cover image SPIDER MOON


John Shirley, . . Cemetery Dance, $35 (170pp) ISBN 978-1-58767-054-1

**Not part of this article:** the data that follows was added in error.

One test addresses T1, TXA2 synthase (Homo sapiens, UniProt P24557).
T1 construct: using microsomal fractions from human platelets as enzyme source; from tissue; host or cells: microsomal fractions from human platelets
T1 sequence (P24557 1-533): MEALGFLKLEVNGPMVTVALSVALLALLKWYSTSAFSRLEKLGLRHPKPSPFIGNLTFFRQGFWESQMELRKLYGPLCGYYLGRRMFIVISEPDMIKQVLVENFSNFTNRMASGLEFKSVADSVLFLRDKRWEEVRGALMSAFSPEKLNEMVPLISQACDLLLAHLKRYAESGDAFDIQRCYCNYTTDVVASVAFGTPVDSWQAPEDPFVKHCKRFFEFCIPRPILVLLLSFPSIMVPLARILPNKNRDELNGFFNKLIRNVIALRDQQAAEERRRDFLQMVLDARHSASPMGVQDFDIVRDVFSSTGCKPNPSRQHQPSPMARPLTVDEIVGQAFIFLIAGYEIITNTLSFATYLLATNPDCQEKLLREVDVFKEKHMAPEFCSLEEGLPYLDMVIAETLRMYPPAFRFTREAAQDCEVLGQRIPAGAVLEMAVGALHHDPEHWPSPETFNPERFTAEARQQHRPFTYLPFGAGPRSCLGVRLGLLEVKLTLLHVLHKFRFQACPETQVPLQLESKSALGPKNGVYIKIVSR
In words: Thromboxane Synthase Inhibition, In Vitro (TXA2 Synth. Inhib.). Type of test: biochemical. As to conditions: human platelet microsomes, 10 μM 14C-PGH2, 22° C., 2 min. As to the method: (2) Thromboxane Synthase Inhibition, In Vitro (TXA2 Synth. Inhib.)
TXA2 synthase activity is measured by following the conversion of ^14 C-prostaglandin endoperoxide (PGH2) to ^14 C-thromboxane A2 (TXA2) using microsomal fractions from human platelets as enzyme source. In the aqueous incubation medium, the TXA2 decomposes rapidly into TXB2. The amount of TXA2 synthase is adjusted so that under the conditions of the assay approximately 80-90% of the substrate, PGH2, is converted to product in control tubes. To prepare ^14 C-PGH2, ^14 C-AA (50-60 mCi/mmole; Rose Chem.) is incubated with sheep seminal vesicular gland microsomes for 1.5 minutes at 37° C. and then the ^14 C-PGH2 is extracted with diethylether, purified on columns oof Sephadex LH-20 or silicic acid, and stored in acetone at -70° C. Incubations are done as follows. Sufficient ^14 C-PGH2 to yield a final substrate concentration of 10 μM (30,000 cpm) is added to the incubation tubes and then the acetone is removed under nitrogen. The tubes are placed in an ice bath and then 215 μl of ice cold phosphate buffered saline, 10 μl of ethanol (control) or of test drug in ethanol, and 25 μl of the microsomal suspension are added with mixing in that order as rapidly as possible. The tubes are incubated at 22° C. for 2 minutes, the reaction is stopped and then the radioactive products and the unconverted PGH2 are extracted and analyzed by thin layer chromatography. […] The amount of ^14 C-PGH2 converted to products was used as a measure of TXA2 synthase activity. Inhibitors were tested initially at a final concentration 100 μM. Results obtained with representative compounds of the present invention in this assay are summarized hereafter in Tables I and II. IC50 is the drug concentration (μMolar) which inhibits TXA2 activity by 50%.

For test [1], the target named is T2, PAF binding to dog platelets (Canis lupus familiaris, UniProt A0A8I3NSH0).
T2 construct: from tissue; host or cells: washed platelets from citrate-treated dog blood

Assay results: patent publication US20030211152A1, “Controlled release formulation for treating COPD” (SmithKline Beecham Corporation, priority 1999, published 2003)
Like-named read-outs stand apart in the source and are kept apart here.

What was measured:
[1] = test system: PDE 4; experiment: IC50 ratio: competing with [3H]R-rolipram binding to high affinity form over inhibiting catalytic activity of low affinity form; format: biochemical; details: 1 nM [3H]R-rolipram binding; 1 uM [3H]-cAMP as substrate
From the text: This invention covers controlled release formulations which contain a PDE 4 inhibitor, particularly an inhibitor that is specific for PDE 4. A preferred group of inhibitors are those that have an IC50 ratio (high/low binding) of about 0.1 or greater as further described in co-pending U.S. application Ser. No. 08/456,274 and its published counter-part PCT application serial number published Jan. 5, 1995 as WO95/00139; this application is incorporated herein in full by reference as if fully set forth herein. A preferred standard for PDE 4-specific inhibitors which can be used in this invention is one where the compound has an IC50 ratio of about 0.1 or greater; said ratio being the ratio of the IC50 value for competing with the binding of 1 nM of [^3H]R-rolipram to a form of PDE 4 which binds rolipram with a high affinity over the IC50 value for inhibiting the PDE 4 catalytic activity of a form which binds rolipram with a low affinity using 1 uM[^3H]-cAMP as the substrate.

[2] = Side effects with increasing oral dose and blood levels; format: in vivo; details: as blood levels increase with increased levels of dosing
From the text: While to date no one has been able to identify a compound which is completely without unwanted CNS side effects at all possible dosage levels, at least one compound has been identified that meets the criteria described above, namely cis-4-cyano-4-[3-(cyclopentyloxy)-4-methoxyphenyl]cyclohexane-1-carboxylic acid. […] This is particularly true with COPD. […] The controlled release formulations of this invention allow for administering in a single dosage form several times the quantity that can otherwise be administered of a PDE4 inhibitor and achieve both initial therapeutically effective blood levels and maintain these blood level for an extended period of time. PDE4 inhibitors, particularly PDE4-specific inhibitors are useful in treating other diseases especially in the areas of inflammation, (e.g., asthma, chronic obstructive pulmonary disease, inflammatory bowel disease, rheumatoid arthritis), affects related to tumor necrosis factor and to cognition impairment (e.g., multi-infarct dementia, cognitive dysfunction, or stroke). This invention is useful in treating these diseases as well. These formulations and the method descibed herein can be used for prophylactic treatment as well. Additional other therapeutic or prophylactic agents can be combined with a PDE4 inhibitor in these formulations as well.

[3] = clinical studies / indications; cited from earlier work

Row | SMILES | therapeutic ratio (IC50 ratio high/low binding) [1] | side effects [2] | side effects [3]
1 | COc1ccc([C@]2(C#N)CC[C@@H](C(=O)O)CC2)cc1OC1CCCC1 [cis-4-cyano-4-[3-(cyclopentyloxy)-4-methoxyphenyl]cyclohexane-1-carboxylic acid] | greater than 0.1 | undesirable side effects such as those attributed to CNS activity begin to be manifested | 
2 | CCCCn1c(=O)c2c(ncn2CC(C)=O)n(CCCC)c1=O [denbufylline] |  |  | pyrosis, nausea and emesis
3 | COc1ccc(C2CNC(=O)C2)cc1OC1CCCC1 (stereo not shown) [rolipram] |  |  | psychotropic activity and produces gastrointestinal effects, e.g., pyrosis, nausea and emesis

On the eye-catching cover of Shirley's latest, a full moon radiates light over the head of a young woman, probing beneath her skin to trace her veins and bones. That image captures this slim and stinging novel's effect, as Shirley (Demons) probes an array of characters, most of them criminals, to reveal their deep humanity. Things go very wrong all at once for narrator Slim Purdoux, an editor at a San Francisco publishing house just bought by an international conglomerate. During a meeting in which he's told he's being transferred to New York, he gets a call alerting him that his teenage son has just died of tainted illegal drugs. After visiting the hospital, Slim returns to work and walks into a bloodbath caused by a gun-toting, alienated employee; when the cops arrive, they mistake Slim for the killer, and he flees—determined to exact revenge on whoever sold his son the drugs. Soon he picks up four rough companions—a middle-aged black pimp, the pimp's white sidekick and his two whores (one white, one black)—offering them the dealer's stash and money in exchange for help in capturing him. What follows is a violent rush around the city in which several die and Slim gains his vengeance, albeit with the knowledge that he is running, running from some deep truth—but what? The novel vibrates with energy, but it's Shirley's ability to present without condemnation the wild hopes and shattered dreams, the raw essence of each of his characters that marks this as a novel that's not only grittily exciting but wise as well. (Aug.)